Overall costs per coal ton sold in the 2012 fourth quarter were $48.21, or a decrease of $4.43 from the $52.64 in the fourth quarter of 2011. This is the lowest quarterly cost per ton for any quarter of 2012. Cost containment has been a major focus for CONSOL in 2012, as the company has sought to maintain overall margins in the face of weaker prices for its metallurgical coals.

Costs per ton sold for low-vol coal (produced at the Buchanan longwall mine in Virginia) were $2.86 higher than the prior year’s quarter, due to inventory valuation changes. Price-related royalties and production taxes declined significantly. All other cost categories showed meaningful declines, except for DD&A, which was higher due to increased capital investment and lower volumes.

Costs per ton sold for high-vol coal were $8.23 lower than the prior year’s quarter, as a result of fewer maintenance and repair projects. Additionally, the higher-cost Fola mining operation in West Virginia was idle during the just-ended quarter.

Costs per ton sold for thermal coal were $3.92 lower than the prior year’s quarter, as the higher-cost Fola operation was idle. Additionally, the mines producing high-vol coal had lower straight-time and overtime expenses, lower supply costs, and fewer maintenance and repair projects.

CONSOL produced 14.3 million tons in the fourth quarter, broken down as 0.7 million tons apiece for low-vol met and high-vol met, plus 12.9 million tons of thermal coal. That is against 15.2 million tons of total production in the fourth quarter of 2011, broken down as 1.4 million tons of low-vol met, 1.2 million tons of high-vol met and 12.6 million tons of thermal coal.

In all of 2012, CONSOL sold 56.5 million tons, with sales of 3.7 million low-vol met tons, 3.6 million high-vol met tons, 49.2 million thermal tons and 10.3 million export tons.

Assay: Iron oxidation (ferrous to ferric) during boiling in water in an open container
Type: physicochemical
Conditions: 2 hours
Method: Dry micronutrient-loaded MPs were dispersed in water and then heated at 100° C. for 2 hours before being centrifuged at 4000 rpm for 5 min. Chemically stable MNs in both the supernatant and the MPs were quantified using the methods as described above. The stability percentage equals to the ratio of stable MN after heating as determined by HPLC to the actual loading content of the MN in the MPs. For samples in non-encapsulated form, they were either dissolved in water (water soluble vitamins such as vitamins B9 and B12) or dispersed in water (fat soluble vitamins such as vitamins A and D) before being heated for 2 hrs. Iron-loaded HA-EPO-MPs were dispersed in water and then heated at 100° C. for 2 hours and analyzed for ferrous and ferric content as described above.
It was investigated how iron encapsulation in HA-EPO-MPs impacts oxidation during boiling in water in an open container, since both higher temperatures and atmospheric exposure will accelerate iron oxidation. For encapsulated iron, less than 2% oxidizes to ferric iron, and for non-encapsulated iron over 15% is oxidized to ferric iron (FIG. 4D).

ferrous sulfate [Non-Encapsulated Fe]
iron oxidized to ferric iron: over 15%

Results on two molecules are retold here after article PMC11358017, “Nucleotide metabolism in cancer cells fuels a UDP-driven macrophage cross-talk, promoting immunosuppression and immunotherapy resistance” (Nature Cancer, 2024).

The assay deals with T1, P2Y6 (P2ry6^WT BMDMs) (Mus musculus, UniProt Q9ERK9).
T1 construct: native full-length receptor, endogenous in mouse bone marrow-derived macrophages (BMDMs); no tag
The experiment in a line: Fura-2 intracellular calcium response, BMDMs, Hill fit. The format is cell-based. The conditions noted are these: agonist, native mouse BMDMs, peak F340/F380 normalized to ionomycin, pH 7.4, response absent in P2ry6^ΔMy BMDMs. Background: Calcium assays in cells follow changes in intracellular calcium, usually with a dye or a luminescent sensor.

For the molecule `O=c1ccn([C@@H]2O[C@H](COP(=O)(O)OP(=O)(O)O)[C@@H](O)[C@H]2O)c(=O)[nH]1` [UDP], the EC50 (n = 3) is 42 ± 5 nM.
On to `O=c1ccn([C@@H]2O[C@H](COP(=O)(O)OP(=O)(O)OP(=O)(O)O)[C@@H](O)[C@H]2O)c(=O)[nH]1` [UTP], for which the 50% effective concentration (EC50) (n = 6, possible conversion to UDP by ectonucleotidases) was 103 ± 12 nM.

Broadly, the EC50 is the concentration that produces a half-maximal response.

Coal Marketing Update

  • Low-Vol: Since November 2012, demand for low-vol coal has improved modestly in Asia, South America, Europe, and domestically. After a period of de-stocking in China, CONSOL said customers have re-entered the market to purchase capesize vessels of low-vol coal through the 2013 first quarter. For the Brazilian steel industry, recent changes in monetary, fiscal and tax policies have resulted in improved steel mill utilization. Although economic conditions throughout Europe are challenging, several blast furnaces have re-started operations. These revived blast furnaces have sustained the European demand for Buchanan low-vol coal. Strategically, CONSOL is attempting to diversify its customer base to include more domestic customers. CONSOL has succeeded in obtaining two new domestic customers in 2013.
  • High-Vol: CONSOL said its high-vol coal, mostly out of its Pittsburgh seam mines, has been penetrating new end-markets in both the U.S. and internationally. New test cargoes to steel mills in the U.S. and Brazil present opportunities for increased sales, while existing customers have re-affirmed interest to increase their blend of high-vol coal. In the Asian market, CONSOL’s high-vol coal is benefiting from that China’s re-stocking and fiscal stimulus. Shipments of high-vol coal to China resumed in November 2012 and are scheduled to continue through the end of 2013 first quarter. If demand continues, consistent shipments could occur throughout the remainder of 2013, the company noted.